Nagaland’s CM unveils Memorial Monolith for Naga Labour Corps


Realisation that Nagas were of the same ethnic family dawned on the Nagas when the Naga Labour Corps was taken to France and the North African battle fronts by the British during the 1st World War. After these Nagas came back to Nagaland, and with active support of the British administrators, they formed the Naga Club, the frontrunner for the Movement for Self-determination by the Nagas. The Chief Minister unveiled the Memorial Monolith for the Naga Labour Corps this afternoon. Speech of the CM is attached.

Speech of the Chief Minister Nagaland Dr Shurhozelie Liezietsu at unveiling of the the 1st World War Naga Labour Corps Memorial Monolith in Kohima on 21st April 2017.
It gives me immense honour and pride to unveil the Monolith dedicated to the 100th Anniversary of the Naga Labour Corps’ participation in the 1st World War. In particular, today the 21st of April marks the exact date when the first batch of the Naga Labour Corps set sail in 1917 for the 1st Great War theatre in Europe. One can hardly imagine the feelings that the Naga Labour Corps must have felt, leaving their homeland for the first time and crossing oceans to distant lands fighting for the then Crown. Certainly it was not India’s war and it was definitely not the Nagas’ War but the Naga Labour Corps participation and the bravery they exhibited during their battles in Europe and elsewhere would have ramifications much beyond the intended.

Around 2000 Nagas seem to have been recruited and this group of men were designated as the Naga Labour Corps. According to some written documents quoted in various books the Naga Labour Corps arrived in France in two main groups (688 men on 21 June 1917 and 992 men on 2 July 1917).The Naga Labour Corps were formed in the Naga Hills under the command of Deputy Commissioner, Herbert Charles Barnes.

These men were initially divided into the 15th , 16th, 17th and 18th Naga Labour Companies. To avoid confusion with other Indian Labour Corps units serving in Mesopotamia at that time, these companies were renumbered as the 35th, 36th, 37th and 38th (Naga) Labour Companies. The men of the Naga Labour Corps worked in various places around France on salvage work, road repairs among others. Legend has it that the Nagas fearlessly carried out their designated duties despite facing the horrors of war in the battlefield and were in the forefront mindless of the possibility of death all around them.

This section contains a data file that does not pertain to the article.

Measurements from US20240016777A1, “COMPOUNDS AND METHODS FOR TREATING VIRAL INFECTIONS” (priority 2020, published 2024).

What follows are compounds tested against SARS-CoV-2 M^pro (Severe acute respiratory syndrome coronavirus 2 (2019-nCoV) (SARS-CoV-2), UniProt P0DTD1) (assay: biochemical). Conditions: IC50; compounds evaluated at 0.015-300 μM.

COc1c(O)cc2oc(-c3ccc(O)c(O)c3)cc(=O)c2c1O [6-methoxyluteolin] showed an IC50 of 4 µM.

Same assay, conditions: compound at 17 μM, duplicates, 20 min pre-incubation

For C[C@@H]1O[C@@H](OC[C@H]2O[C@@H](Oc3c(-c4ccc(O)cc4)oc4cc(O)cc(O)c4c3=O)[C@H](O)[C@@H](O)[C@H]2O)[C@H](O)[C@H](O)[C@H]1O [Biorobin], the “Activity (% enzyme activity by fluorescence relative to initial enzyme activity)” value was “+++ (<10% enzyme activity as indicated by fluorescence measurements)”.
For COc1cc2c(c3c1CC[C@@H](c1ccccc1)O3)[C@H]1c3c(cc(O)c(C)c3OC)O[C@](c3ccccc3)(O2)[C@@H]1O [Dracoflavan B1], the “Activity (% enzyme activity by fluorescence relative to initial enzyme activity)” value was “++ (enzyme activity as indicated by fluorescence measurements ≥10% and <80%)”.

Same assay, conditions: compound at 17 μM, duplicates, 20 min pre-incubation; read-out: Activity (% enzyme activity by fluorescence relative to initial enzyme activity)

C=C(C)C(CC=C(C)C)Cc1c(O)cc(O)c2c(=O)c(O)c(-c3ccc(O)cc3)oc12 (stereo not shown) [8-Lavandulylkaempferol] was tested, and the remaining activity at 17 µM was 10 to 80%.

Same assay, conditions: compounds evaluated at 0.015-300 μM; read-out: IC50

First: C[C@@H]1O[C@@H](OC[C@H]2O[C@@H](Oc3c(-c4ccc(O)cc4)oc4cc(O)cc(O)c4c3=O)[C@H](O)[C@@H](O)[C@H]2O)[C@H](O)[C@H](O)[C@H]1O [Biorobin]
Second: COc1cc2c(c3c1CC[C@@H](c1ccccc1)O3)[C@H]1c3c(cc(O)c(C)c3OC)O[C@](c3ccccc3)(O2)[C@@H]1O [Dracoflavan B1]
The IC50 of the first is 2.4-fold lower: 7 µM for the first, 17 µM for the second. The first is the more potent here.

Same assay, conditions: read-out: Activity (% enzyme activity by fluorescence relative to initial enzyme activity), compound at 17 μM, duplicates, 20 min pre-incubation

In particular, the 35th Coy left the Naga Hills as part of the Labour Corps on the 21st April 1917 and sailed for France on the 26th April. Subsequently after the war, the 35th Coy moved to Marseille in April 1918 from where they embarked for India at the end of May arriving back in India in June 1918. Unfortunately during the Second World War in 1940, the building holding the lists of men of the Naga Labour Corps units was destroyed by Japanese bombings. The relative lack of historical records should however not deter us from commemorating their pioneering ventures which led to the subsequent state of Nagaland.
There is no known Memorial in Nagaland to commemorate the Nagas who fought and the many who died in France. But amongst all the tribes who were sent to WW1 duties, the Nagas were the first to realize the need to organize and unite themselves. Men who returned from France formed a socio-political association called the Naga Club with branches in Kohima and Mokokchung immediately after their return in 1918. This was the association that later in 1929 submitted a representation to the Simon Commission and conveyed to them the right of choice of self-determination of the Nagas when the British left India. In fact, as mentioned, the state of Nagaland, has its direct bearings to the Naga Labour Corps which went to France during WW1 and even for this purpose alone, their brave mission must be remembered appropriately for posterity.

The Government of Nagaland has therefore decided to build a Memorial in honour of the Naga Labour Corps in Kohima. A Memorial Park will in due course be built around this hilltop to appropriately mark the 100th Anniversary. In the first instance, a Monolith is being unveiled today and a detailed blueprint of the Memorial is being worked out.

I have therefore chosen to pen a few words which will try to at least acknowledge their role in our modern history forever, which you see engraved in the Monolith and I repeat:

“Forever grateful to the Naga Labour Corps for the foundation they laid for the everlasting friendship and unity of the Nagas”.

The Naga Labour Corps created history for our present and for our better future. Let us never forget them for generations to come.


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